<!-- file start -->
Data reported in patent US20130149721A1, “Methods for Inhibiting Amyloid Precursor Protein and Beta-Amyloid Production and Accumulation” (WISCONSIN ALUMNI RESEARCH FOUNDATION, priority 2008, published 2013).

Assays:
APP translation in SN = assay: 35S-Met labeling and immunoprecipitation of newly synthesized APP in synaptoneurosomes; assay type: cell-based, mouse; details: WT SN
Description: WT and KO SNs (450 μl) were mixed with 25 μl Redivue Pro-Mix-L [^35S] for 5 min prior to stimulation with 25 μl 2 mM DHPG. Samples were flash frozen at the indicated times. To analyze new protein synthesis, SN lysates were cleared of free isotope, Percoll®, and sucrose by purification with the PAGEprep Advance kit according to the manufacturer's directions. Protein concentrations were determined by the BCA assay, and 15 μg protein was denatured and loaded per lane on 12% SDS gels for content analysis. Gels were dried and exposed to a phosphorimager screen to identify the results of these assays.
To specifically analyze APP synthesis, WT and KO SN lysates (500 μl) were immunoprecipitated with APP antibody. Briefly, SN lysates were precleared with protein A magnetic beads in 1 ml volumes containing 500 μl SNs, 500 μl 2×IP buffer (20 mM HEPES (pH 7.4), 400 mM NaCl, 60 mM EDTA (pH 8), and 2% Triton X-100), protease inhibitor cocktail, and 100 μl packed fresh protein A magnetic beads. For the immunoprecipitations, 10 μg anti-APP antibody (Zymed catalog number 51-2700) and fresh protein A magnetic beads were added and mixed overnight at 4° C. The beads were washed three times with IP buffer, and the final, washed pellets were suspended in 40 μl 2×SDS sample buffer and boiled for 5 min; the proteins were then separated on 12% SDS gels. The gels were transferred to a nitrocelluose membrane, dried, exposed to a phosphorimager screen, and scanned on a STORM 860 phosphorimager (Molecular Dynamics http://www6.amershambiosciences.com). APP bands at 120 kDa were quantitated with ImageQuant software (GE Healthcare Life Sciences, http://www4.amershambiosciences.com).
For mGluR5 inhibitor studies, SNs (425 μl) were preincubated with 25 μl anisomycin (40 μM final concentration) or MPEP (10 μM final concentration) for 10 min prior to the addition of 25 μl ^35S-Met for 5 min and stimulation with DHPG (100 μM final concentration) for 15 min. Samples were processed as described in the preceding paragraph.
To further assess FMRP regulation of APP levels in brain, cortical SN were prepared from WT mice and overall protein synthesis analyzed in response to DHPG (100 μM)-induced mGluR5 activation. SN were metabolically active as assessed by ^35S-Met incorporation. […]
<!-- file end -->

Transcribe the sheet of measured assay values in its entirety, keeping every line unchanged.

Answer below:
Data reported in patent US20130149721A1, “Methods for Inhibiting Amyloid Precursor Protein and Beta-Amyloid Production and Accumulation” (WISCONSIN ALUMNI RESEARCH FOUNDATION, priority 2008, published 2013).

Assays:
APP translation in SN = assay: 35S-Met labeling and immunoprecipitation of newly synthesized APP in synaptoneurosomes; assay type: cell-based, mouse; details: WT SN
Description: WT and KO SNs (450 μl) were mixed with 25 μl Redivue Pro-Mix-L [^35S] for 5 min prior to stimulation with 25 μl 2 mM DHPG. Samples were flash frozen at the indicated times. To analyze new protein synthesis, SN lysates were cleared of free isotope, Percoll®, and sucrose by purification with the PAGEprep Advance kit according to the manufacturer's directions. Protein concentrations were determined by the BCA assay, and 15 μg protein was denatured and loaded per lane on 12% SDS gels for content analysis. Gels were dried and exposed to a phosphorimager screen to identify the results of these assays.
To specifically analyze APP synthesis, WT and KO SN lysates (500 μl) were immunoprecipitated with APP antibody. Briefly, SN lysates were precleared with protein A magnetic beads in 1 ml volumes containing 500 μl SNs, 500 μl 2×IP buffer (20 mM HEPES (pH 7.4), 400 mM NaCl, 60 mM EDTA (pH 8), and 2% Triton X-100), protease inhibitor cocktail, and 100 μl packed fresh protein A magnetic beads. For the immunoprecipitations, 10 μg anti-APP antibody (Zymed catalog number 51-2700) and fresh protein A magnetic beads were added and mixed overnight at 4° C. The beads were washed three times with IP buffer, and the final, washed pellets were suspended in 40 μl 2×SDS sample buffer and boiled for 5 min; the proteins were then separated on 12% SDS gels. The gels were transferred to a nitrocelluose membrane, dried, exposed to a phosphorimager screen, and scanned on a STORM 860 phosphorimager (Molecular Dynamics http://www6.amershambiosciences.com). APP bands at 120 kDa were quantitated with ImageQuant software (GE Healthcare Life Sciences, http://www4.amershambiosciences.com).
For mGluR5 inhibitor studies, SNs (425 μl) were preincubated with 25 μl anisomycin (40 μM final concentration) or MPEP (10 μM final concentration) for 10 min prior to the addition of 25 μl ^35S-Met for 5 min and stimulation with DHPG (100 μM final concentration) for 15 min. Samples were processed as described in the preceding paragraph.
To further assess FMRP regulation of APP levels in brain, cortical SN were prepared from WT mice and overall protein synthesis analyzed in response to DHPG (100 μM)-induced mGluR5 activation. SN were metabolically active as assessed by ^35S-Met incorporation. […]